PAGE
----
SpaceX could begin launching completely reusable Falcon 9 rockets by the end of next year, company founder and CEO Elon Musk said.
On March 30, a Falcon 9 with a "flight-proven" first stage launched the SES-10 communications satellite to orbit, marking a big milestone for SpaceX, which has prioritized the development of reusable rockets as a way to slash the cost of spaceflight.
That first stage touched down successfully about 9 minutes after liftoff on March 30, making a pinpoint landing on the deck of a SpaceX "drone ship" called Of Course I Still Love You. In addition, the company recovered the payload fairing that protected SES-10 during liftoff, Musk said during a post-launch teleconference with reporters — and he hinted that SpaceX may go for a "Hail Mary" and try to make the Falcon 9's upper stage reusable as well.
That latter statement was apparently more than just idle musing.
"Fairing is ~$5M, but that should be reusable this year. Am fairly confident we can reuse upper stage too by late next year to get to 100%," Musk tweeted on Friday (April 7).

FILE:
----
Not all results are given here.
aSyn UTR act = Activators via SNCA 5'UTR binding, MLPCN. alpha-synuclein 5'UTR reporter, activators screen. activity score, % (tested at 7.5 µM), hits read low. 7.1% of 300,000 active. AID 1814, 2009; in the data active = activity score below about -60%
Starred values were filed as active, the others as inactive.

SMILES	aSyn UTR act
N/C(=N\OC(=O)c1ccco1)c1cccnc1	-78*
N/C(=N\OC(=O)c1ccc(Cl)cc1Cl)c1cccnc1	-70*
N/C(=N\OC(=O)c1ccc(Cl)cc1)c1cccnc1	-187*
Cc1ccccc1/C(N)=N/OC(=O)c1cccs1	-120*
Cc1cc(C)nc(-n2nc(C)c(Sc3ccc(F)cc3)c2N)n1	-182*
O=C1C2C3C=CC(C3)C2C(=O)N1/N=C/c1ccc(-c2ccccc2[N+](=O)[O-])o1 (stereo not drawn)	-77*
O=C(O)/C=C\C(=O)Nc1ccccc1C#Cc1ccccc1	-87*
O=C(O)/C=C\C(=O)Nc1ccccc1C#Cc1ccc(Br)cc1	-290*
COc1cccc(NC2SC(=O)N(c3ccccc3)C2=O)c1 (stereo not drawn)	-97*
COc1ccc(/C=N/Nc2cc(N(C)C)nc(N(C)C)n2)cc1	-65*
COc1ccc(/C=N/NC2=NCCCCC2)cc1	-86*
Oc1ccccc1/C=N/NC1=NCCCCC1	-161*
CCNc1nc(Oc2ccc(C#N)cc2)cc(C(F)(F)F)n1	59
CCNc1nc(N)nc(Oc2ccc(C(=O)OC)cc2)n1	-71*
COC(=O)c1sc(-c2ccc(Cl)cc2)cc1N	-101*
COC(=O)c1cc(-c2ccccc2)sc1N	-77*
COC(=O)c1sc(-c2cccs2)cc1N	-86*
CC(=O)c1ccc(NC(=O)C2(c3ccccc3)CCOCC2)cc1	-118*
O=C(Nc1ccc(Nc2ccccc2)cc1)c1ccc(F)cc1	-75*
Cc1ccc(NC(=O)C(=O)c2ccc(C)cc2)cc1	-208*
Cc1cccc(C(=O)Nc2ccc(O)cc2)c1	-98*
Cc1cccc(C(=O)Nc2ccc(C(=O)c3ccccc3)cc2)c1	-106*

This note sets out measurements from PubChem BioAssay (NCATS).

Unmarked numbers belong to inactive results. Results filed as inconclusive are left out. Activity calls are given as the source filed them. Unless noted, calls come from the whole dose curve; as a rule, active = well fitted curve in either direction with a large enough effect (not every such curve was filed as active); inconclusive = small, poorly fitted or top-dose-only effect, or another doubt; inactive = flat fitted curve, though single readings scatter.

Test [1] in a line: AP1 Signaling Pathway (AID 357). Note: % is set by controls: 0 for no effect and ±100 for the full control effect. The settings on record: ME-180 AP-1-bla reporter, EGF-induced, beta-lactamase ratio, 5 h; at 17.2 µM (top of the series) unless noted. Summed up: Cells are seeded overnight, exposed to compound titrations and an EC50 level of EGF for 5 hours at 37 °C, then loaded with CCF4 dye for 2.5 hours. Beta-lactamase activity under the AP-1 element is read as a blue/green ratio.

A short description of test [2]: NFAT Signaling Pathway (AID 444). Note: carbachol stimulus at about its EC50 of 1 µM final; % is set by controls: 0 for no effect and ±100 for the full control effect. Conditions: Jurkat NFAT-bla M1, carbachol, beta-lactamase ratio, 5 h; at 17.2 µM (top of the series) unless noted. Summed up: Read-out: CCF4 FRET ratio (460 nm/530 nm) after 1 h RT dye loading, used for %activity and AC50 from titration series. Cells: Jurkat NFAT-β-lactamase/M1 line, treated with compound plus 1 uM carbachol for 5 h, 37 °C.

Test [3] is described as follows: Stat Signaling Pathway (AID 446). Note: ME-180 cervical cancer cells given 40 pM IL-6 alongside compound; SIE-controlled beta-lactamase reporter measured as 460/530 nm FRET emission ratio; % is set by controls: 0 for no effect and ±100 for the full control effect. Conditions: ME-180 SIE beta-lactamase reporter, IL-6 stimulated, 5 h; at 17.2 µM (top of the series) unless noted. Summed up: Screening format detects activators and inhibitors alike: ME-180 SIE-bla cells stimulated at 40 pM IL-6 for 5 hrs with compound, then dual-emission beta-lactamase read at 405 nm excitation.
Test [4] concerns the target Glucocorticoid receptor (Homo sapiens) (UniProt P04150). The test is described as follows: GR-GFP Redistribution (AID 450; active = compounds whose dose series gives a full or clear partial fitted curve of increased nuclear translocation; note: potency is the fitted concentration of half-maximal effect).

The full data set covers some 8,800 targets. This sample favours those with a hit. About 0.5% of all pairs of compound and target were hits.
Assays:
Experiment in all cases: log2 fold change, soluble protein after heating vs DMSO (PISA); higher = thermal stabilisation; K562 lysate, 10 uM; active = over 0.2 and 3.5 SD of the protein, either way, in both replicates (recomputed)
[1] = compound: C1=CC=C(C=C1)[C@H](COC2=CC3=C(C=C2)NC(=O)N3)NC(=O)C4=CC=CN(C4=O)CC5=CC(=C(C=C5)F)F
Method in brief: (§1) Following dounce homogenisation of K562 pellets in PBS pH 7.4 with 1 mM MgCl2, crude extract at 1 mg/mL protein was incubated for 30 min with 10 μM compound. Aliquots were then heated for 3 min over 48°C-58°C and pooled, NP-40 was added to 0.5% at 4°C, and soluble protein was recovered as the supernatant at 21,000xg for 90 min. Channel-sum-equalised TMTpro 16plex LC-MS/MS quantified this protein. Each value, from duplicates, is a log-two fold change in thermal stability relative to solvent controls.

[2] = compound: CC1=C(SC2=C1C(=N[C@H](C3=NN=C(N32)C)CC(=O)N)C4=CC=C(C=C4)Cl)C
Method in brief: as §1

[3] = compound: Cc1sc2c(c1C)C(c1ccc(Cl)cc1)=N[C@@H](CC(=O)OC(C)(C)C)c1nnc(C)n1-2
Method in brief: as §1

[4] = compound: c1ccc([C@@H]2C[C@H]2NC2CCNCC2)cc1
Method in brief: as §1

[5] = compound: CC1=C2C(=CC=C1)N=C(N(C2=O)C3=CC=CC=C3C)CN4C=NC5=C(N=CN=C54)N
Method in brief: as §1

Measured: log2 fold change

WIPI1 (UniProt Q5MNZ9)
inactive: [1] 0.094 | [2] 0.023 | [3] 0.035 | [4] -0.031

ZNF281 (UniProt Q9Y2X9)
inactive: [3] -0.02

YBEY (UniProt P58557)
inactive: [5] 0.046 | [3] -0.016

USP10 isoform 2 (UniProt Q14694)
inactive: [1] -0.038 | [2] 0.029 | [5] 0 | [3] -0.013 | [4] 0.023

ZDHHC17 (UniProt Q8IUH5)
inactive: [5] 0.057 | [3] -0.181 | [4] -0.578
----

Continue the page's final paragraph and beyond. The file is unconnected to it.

For perspective, Falcon 9 launches currently sell for $62 million apiece. Musk has said that the first stage accounts for up to 70 percent of each liftoff, and it costs just $200,000 to $300,000 to refuel a first stage for an additional flight.
The cost savings of completely reusable boosters are therefore potentially significant, especially if they end up flying as much as SpaceX wants them to. During the March 30 teleconference, Musk said each Falcon 9 first stage is designed to fly 10 times with no hardware changes, and at least 100 times with only moderate refurbishment.
And the Falcon 9 is just the beginning in SpaceX's reusability vision. The company's powerful Falcon Heavy booster, which is scheduled to make its maiden flight this summer, will also be at least partially reusable.
And SpaceX's Interplanetary Transport System rocket, which the company is developing to colonize Mars, will be designed to launch at least 1,000 times, Musk said on March 30.